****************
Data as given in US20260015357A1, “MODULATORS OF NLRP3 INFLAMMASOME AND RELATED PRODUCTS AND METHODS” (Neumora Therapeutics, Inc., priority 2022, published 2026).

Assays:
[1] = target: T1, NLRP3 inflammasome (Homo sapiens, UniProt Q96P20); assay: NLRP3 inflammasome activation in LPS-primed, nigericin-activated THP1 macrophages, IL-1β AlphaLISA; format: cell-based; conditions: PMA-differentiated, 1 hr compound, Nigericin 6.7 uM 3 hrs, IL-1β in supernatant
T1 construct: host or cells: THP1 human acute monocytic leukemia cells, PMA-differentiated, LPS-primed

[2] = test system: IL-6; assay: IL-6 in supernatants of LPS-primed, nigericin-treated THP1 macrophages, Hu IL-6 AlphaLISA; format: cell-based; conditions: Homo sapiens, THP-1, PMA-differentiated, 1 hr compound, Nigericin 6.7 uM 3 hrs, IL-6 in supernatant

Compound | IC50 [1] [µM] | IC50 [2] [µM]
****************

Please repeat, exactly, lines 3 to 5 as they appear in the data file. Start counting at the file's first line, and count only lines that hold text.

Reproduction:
[1] = target: T1, NLRP3 inflammasome (Homo sapiens, UniProt Q96P20); assay: NLRP3 inflammasome activation in LPS-primed, nigericin-activated THP1 macrophages, IL-1β AlphaLISA; format: cell-based; conditions: PMA-differentiated, 1 hr compound, Nigericin 6.7 uM 3 hrs, IL-1β in supernatant
T1 construct: host or cells: THP1 human acute monocytic leukemia cells, PMA-differentiated, LPS-primed

[2] = test system: IL-6; assay: IL-6 in supernatants of LPS-primed, nigericin-treated THP1 macrophages, Hu IL-6 AlphaLISA; format: cell-based; conditions: Homo sapiens, THP-1, PMA-differentiated, 1 hr compound, Nigericin 6.7 uM 3 hrs, IL-6 in supernatant